Civil Rights in Cross-Cultural Marriage before 1932

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Dararat Mattariganond


This article aims to explore civil rights in cross-cultural marriage through the law and announcements are enforced in the period before 1932. The study uses the historical research method. The study finds that the law on cross-cultural marriage assumed that was issued during the Phra Ekathotsarot period (1605-1610/1611) and civil rights in cross-cultural marriage have been control by the State issued a law that controlled an individual’s sexual relationships. Initially, controlled the families of women who were married to Westerners or to men of difference religions other than Buddhism. In case of violation, the most severe penalty was death. Later, during the era of Somdet Phra Narai (1656-1688), an announcement was made that controlled sexual relationships of both women and men. In case of violation, again, death was the most severe form of punishment. In addition, families who allowed their children to have sexual relationships with Westerners or people of other religions were also punished. However, the cross-cultural marriage restrictions among people of lower classes were eased during the era of King Rama IV, until the era of King Rama V the Thai state promulgated an act on marriage for foreigners. The exception concerned male royalty and government officials, who needed state permission to marry a foreigner.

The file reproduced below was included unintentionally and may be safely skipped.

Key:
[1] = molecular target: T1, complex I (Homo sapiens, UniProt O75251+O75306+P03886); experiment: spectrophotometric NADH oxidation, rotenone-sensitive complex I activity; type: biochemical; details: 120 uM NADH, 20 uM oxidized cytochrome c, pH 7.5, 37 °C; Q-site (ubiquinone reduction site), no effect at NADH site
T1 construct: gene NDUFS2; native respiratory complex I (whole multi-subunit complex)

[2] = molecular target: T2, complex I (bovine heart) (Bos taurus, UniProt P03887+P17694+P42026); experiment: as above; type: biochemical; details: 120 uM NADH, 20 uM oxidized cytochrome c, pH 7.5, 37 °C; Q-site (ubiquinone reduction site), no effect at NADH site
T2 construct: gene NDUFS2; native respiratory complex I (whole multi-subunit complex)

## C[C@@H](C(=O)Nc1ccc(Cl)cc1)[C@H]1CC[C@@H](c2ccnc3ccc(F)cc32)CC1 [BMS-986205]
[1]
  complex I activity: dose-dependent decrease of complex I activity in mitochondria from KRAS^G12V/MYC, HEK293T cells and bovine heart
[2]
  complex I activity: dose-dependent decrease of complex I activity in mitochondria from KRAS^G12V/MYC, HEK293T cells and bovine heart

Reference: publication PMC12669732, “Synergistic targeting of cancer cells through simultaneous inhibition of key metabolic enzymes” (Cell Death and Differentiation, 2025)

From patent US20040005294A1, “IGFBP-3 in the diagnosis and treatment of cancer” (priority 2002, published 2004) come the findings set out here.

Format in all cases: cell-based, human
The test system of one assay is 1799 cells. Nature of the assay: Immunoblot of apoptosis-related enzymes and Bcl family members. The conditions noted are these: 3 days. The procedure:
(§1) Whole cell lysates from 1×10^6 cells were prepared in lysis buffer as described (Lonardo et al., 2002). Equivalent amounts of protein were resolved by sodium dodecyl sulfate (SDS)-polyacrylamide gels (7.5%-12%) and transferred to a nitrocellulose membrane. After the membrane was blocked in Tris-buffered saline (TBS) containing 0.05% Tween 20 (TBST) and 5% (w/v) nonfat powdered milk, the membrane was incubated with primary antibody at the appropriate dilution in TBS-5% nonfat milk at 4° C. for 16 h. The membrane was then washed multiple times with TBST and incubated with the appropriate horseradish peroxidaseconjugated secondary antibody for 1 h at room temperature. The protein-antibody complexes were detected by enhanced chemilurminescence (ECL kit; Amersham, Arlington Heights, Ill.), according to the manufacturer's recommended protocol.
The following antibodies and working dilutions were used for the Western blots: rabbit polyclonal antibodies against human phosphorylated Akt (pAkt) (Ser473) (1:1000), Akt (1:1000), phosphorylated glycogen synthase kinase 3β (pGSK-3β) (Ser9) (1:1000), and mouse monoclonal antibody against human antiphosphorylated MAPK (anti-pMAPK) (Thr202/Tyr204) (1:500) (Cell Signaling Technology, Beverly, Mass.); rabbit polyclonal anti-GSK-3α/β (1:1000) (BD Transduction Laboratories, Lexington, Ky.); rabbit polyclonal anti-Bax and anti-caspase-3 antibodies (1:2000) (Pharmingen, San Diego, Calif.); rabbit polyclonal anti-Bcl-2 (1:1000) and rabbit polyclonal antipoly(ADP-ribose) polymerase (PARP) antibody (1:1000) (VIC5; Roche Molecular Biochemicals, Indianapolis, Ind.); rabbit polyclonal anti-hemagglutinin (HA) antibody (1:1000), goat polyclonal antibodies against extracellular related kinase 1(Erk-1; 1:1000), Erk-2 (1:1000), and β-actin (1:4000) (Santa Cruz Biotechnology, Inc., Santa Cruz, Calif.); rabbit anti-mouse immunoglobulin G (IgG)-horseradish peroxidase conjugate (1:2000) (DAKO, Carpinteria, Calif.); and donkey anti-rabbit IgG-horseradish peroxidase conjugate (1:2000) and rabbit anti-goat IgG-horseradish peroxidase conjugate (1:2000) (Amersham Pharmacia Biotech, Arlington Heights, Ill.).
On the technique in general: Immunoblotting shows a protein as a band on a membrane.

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Mattariganond, D. (2013). Civil Rights in Cross-Cultural Marriage before 1932. Journal of Mekong Societies, 7(3), 53–76. Retrieved from